Redmond, a veteran of 12 Major League seasons with the Marlins and Twins, has the potential to make an additional $50,000 in incentives. He'll receive $10,000 each for 40, 45, 50, 60 and 70 games started.
The Tribe's official company line is that Redmond was signed to play backup to one of two rookies -- either Marson, who is the odds-on favorite to claim the regular job behind the plate, or Wyatt Toregas. The signing of Redmond most likely means Toregas, who made his debut with the Tribe in the second half last season, gets bumped back to Triple-A Columbus, where Santana, the Indians' top prospect, will also begin the season.
With all this youth in the catching department and in the starting rotation, the Indians felt it necessary to look for the kind of experience they lost when they traded Shoppach, while saving some cash, at the same time.
"Everybody really raves about [Redmond]," assistant general manager Chris Antonetti said. "He has an exceptionally high baseball IQ. He's a great teammate and an intense competitor, but, at the same time, keeps things loose. He's universally respected, from front-office people, coaches and teammates."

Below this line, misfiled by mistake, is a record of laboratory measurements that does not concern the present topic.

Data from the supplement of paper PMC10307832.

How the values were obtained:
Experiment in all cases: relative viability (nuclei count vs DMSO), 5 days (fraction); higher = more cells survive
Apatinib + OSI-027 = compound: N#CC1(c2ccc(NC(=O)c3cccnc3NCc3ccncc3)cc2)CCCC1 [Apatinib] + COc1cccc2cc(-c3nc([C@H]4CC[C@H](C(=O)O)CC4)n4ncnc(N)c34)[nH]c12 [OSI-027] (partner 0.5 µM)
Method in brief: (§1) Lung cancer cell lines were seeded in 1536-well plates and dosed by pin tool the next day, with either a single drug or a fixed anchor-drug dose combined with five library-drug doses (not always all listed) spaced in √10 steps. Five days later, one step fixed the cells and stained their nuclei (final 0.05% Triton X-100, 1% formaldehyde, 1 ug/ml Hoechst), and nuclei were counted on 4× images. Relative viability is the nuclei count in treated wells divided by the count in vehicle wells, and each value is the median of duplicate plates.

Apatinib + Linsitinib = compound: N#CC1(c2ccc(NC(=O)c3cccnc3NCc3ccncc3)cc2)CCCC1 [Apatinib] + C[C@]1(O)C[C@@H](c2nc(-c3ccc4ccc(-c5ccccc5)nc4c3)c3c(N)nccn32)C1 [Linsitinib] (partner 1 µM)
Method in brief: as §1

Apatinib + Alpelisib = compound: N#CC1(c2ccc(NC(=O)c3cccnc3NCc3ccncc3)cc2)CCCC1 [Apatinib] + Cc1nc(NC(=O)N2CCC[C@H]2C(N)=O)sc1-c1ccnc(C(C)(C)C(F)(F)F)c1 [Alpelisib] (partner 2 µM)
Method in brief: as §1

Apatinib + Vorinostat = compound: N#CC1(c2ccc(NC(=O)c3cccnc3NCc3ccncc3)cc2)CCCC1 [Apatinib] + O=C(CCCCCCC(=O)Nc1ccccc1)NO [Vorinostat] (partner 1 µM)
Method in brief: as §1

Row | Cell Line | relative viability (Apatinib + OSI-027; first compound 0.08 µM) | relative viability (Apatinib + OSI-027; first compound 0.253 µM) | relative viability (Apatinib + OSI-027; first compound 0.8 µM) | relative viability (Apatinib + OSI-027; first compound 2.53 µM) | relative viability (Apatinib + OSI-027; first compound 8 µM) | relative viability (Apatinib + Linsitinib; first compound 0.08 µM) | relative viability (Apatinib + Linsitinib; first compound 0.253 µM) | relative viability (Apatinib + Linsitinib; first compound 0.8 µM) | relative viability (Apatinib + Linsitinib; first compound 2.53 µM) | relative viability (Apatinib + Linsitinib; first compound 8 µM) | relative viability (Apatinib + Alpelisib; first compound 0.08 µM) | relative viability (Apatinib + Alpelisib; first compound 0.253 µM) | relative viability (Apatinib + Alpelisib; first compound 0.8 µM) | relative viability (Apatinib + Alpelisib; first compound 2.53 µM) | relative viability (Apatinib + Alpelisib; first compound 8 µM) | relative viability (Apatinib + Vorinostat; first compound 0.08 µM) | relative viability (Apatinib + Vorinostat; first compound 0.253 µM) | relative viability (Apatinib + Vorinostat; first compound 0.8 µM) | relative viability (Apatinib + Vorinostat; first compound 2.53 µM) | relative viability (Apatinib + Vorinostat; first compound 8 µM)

He also comes with a background in the American League Central, having spent the past five years serving as the backup to Joe Mauer in Minnesota.
Redmond debuted with the Marlins in 1998 and has compiled a career average of .289 with 113 doubles, 13 homers and 238 RBIs in 741 games. He was a member of the Marlins' 2003 World Series championship club, and he was a part of the Twins' 2006 and '09 AL Central crowns. He hit a combined .297 in 257 games with Minnesota, including last season, when he batted .237 (32-for-135) in 45 games.
"His knowledge of the American League and our division was certainly an added benefit," Antonetti said.
Redmond should liven up the Tribe clubhouse in what could be an uphill battle this season. For one, he's a gamer, as evidenced in 2007, when he started in the Twins' lineup one day after getting struck in the head by Jim Thome's bat and receiving seven stitches. But he's also a bit eccentric. Take, for instance, his habit of taking batting practice in the nude in order to get out of slumps.
While Redmond won't be a regular in their lineup, the Indians expect him to be an asset.
"He's a very good receiver and game-caller," Antonetti said. "We feel he's a great complement to our team. He'll provide leadership and mentor young catchers, as well as our pitching staff."